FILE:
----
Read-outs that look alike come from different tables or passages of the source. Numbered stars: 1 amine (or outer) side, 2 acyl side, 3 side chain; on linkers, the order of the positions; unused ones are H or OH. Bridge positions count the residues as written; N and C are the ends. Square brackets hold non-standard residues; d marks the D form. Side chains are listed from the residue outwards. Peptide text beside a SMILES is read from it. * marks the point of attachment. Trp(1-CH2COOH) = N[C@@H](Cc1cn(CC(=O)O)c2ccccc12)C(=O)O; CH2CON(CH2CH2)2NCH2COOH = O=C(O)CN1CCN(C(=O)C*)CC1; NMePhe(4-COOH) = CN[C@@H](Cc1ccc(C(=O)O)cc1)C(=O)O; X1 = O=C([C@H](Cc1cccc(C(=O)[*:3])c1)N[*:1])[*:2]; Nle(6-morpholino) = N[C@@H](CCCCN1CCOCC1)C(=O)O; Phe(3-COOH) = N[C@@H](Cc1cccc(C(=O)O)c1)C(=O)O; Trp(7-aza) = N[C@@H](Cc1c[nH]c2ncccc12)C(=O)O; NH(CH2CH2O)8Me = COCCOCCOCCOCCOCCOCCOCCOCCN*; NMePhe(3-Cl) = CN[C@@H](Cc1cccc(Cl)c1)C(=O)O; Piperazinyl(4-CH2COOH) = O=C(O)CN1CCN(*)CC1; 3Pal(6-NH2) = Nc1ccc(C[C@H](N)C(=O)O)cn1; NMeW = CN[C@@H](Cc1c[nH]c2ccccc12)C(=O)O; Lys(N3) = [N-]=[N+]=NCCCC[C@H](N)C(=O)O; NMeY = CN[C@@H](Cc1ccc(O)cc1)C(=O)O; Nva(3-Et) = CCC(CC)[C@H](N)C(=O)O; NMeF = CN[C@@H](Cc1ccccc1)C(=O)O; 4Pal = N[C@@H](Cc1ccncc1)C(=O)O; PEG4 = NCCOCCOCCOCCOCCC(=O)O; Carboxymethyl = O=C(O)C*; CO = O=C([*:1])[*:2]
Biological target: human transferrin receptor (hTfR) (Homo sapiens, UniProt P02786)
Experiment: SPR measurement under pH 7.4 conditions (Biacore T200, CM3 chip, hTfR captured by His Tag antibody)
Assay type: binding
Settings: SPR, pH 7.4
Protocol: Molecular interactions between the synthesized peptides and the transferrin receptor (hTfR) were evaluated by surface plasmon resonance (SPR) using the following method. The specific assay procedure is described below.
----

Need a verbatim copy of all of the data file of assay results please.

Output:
Read-outs that look alike come from different tables or passages of the source. Numbered stars: 1 amine (or outer) side, 2 acyl side, 3 side chain; on linkers, the order of the positions; unused ones are H or OH. Bridge positions count the residues as written; N and C are the ends. Square brackets hold non-standard residues; d marks the D form. Side chains are listed from the residue outwards. Peptide text beside a SMILES is read from it. * marks the point of attachment. Trp(1-CH2COOH) = N[C@@H](Cc1cn(CC(=O)O)c2ccccc12)C(=O)O; CH2CON(CH2CH2)2NCH2COOH = O=C(O)CN1CCN(C(=O)C*)CC1; NMePhe(4-COOH) = CN[C@@H](Cc1ccc(C(=O)O)cc1)C(=O)O; X1 = O=C([C@H](Cc1cccc(C(=O)[*:3])c1)N[*:1])[*:2]; Nle(6-morpholino) = N[C@@H](CCCCN1CCOCC1)C(=O)O; Phe(3-COOH) = N[C@@H](Cc1cccc(C(=O)O)c1)C(=O)O; Trp(7-aza) = N[C@@H](Cc1c[nH]c2ncccc12)C(=O)O; NH(CH2CH2O)8Me = COCCOCCOCCOCCOCCOCCOCCOCCN*; NMePhe(3-Cl) = CN[C@@H](Cc1cccc(Cl)c1)C(=O)O; Piperazinyl(4-CH2COOH) = O=C(O)CN1CCN(*)CC1; 3Pal(6-NH2) = Nc1ccc(C[C@H](N)C(=O)O)cn1; NMeW = CN[C@@H](Cc1c[nH]c2ccccc12)C(=O)O; Lys(N3) = [N-]=[N+]=NCCCC[C@H](N)C(=O)O; NMeY = CN[C@@H](Cc1ccc(O)cc1)C(=O)O; Nva(3-Et) = CCC(CC)[C@H](N)C(=O)O; NMeF = CN[C@@H](Cc1ccccc1)C(=O)O; 4Pal = N[C@@H](Cc1ccncc1)C(=O)O; PEG4 = NCCOCCOCCOCCOCCC(=O)O; Carboxymethyl = O=C(O)C*; CO = O=C([*:1])[*:2]
Biological target: human transferrin receptor (hTfR) (Homo sapiens, UniProt P02786)
Experiment: SPR measurement under pH 7.4 conditions (Biacore T200, CM3 chip, hTfR captured by His Tag antibody)
Assay type: binding
Settings: SPR, pH 7.4
Protocol: Molecular interactions between the synthesized peptides and the transferrin receptor (hTfR) were evaluated by surface plasmon resonance (SPR) using the following method. The specific assay procedure is described below.